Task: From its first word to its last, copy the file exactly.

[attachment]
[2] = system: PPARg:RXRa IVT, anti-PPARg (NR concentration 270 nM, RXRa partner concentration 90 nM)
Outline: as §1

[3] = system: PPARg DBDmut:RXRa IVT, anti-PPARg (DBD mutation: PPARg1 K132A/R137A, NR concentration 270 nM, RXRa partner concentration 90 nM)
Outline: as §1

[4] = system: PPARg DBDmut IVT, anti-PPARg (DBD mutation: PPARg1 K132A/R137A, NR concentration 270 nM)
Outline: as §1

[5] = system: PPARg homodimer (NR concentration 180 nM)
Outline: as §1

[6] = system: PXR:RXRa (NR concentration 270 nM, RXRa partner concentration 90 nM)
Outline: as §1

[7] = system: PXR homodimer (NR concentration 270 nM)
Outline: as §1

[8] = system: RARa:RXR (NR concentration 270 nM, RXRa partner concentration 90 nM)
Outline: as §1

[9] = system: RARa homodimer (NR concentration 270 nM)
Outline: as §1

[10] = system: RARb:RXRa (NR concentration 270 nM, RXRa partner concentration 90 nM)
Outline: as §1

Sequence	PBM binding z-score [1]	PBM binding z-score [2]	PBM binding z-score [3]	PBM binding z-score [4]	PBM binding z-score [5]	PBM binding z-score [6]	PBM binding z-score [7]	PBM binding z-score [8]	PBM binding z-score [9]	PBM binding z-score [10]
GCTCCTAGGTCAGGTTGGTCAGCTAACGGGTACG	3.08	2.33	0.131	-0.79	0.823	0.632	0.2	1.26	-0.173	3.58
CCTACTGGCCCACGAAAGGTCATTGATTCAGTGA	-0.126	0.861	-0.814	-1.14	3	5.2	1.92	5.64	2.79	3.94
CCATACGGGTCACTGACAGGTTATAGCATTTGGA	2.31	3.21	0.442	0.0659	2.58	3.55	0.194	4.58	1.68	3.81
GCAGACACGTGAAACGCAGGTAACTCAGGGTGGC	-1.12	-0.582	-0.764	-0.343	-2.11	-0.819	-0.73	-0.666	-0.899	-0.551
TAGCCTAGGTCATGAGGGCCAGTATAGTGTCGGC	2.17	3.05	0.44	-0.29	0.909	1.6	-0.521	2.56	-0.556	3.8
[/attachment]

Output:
[2] = system: PPARg:RXRa IVT, anti-PPARg (NR concentration 270 nM, RXRa partner concentration 90 nM)
Outline: as §1

[3] = system: PPARg DBDmut:RXRa IVT, anti-PPARg (DBD mutation: PPARg1 K132A/R137A, NR concentration 270 nM, RXRa partner concentration 90 nM)
Outline: as §1

[4] = system: PPARg DBDmut IVT, anti-PPARg (DBD mutation: PPARg1 K132A/R137A, NR concentration 270 nM)
Outline: as §1

[5] = system: PPARg homodimer (NR concentration 180 nM)
Outline: as §1

[6] = system: PXR:RXRa (NR concentration 270 nM, RXRa partner concentration 90 nM)
Outline: as §1

[7] = system: PXR homodimer (NR concentration 270 nM)
Outline: as §1

[8] = system: RARa:RXR (NR concentration 270 nM, RXRa partner concentration 90 nM)
Outline: as §1

[9] = system: RARa homodimer (NR concentration 270 nM)
Outline: as §1

[10] = system: RARb:RXRa (NR concentration 270 nM, RXRa partner concentration 90 nM)
Outline: as §1

Sequence	PBM binding z-score [1]	PBM binding z-score [2]	PBM binding z-score [3]	PBM binding z-score [4]	PBM binding z-score [5]	PBM binding z-score [6]	PBM binding z-score [7]	PBM binding z-score [8]	PBM binding z-score [9]	PBM binding z-score [10]
GCTCCTAGGTCAGGTTGGTCAGCTAACGGGTACG	3.08	2.33	0.131	-0.79	0.823	0.632	0.2	1.26	-0.173	3.58
CCTACTGGCCCACGAAAGGTCATTGATTCAGTGA	-0.126	0.861	-0.814	-1.14	3	5.2	1.92	5.64	2.79	3.94
CCATACGGGTCACTGACAGGTTATAGCATTTGGA	2.31	3.21	0.442	0.0659	2.58	3.55	0.194	4.58	1.68	3.81
GCAGACACGTGAAACGCAGGTAACTCAGGGTGGC	-1.12	-0.582	-0.764	-0.343	-2.11	-0.819	-0.73	-0.666	-0.899	-0.551
TAGCCTAGGTCATGAGGGCCAGTATAGTGTCGGC	2.17	3.05	0.44	-0.29	0.909	1.6	-0.521	2.56	-0.556	3.8